Indiana was born in 1928 in New Castle, Indiana, as Robert Clark. (He referred to the name by which he became known as a “nom de brush.”) His mother was a waitress and his father was an office worker in the oil industry who pumped gas during the Depression before eventually working in the offices of Phillips 66 and, as Indiana recalled in a 1963 interview with the Archives of American Art, “that Phillips ’66’ sign . . . haunted most of my childhood, I suppose now I am just beginning to react to it. It was always an image which was very central in my whole life.”
“My whole life . . . was very much affected and bound up with that phenomenon called the Depression,” he added.
While living in Lower Manhattan on the Coenties Slip in the 1950s, a location that Agnes Martin, Jasper Johns, Robert Rauschenberg, and Ellsworth Kelly (Indiana’s lover for a period) would also call home, Indiana discovered stencils once used to decorate ships. He adopted those stencils for his own practice, using them not only to make paintings but also to adorn remarkable totemic wooden sculptures that bear shapes, fields of color, and attachments such as wheels made of wood and steel.
Like much of Indiana’s contemporaneous work, these sculptures are scrappy and charmingly direct, with dashes of absurdist or sexual humor mixed with touching and intriguing allusions to human relationships and matters of the cosmos. Hole (1960), a rectangular wooden block standing upright, sports that word against a bright yellow band, with arrows pointing to a hole in the wood, a wooden cylinder projecting out below, and rusty old wagon wheels attached to the sides. Mate (1960–62) features two wheels mounted over clockface-like patterns of numbers, seeming to prefigure Felix Gonzalez-Torres’s “Untitled” (Perfect Lovers) from 1987–90.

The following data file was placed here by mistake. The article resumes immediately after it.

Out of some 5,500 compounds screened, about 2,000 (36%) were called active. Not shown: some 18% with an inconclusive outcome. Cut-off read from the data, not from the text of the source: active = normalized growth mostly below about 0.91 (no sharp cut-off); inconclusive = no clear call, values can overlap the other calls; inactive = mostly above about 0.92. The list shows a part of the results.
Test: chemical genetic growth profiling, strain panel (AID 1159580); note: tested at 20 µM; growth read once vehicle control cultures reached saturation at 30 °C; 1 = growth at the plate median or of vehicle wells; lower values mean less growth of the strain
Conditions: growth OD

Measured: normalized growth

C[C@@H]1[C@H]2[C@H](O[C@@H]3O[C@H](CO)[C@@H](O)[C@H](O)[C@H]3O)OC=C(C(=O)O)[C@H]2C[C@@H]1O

An earlier version of Indiana’s most famous work was made with the letters F-U-C-K, as Jori Finkel noted in her New York Times obituary. But it was the L-O-V-E version, printed soon after its creation as a holiday card by the Museum of Modern Art, that became an indelible part of the American consciousness, reproduced in myriad ways. On some days, people can be seen waiting in line to take a photo in front of a huge sculptural iteration in Midtown Manhattan, as they do in Philadelphia, where John F. Kennedy Plaza is often called Love Park.